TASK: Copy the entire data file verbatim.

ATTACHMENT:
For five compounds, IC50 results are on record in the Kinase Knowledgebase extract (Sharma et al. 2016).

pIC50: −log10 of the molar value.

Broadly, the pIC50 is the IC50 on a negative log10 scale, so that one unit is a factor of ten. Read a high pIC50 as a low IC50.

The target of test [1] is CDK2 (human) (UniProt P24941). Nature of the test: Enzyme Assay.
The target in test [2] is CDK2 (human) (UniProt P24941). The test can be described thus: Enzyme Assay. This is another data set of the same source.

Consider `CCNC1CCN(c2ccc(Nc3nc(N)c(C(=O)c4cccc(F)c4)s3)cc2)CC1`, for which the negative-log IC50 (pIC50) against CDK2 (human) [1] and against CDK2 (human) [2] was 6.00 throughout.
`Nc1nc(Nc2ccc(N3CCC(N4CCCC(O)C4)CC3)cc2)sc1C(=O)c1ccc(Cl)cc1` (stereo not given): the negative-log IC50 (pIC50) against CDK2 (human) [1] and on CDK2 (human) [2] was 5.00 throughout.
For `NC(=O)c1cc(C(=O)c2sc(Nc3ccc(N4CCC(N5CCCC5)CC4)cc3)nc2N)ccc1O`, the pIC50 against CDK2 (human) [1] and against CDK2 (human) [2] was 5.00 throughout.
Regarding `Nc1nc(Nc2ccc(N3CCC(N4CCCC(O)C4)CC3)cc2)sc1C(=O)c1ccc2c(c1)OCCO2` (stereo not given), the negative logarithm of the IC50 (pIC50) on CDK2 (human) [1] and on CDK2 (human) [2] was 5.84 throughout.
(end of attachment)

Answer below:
For five compounds, IC50 results are on record in the Kinase Knowledgebase extract (Sharma et al. 2016).

pIC50: −log10 of the molar value.

Broadly, the pIC50 is the IC50 on a negative log10 scale, so that one unit is a factor of ten. Read a high pIC50 as a low IC50.

The target of test [1] is CDK2 (human) (UniProt P24941). Nature of the test: Enzyme Assay.
The target in test [2] is CDK2 (human) (UniProt P24941). The test can be described thus: Enzyme Assay. This is another data set of the same source.

Consider `CCNC1CCN(c2ccc(Nc3nc(N)c(C(=O)c4cccc(F)c4)s3)cc2)CC1`, for which the negative-log IC50 (pIC50) against CDK2 (human) [1] and against CDK2 (human) [2] was 6.00 throughout.
`Nc1nc(Nc2ccc(N3CCC(N4CCCC(O)C4)CC3)cc2)sc1C(=O)c1ccc(Cl)cc1` (stereo not given): the negative-log IC50 (pIC50) against CDK2 (human) [1] and on CDK2 (human) [2] was 5.00 throughout.
For `NC(=O)c1cc(C(=O)c2sc(Nc3ccc(N4CCC(N5CCCC5)CC4)cc3)nc2N)ccc1O`, the pIC50 against CDK2 (human) [1] and against CDK2 (human) [2] was 5.00 throughout.
Regarding `Nc1nc(Nc2ccc(N3CCC(N4CCCC(O)C4)CC3)cc2)sc1C(=O)c1ccc2c(c1)OCCO2` (stereo not given), the negative logarithm of the IC50 (pIC50) on CDK2 (human) [1] and on CDK2 (human) [2] was 5.84 throughout.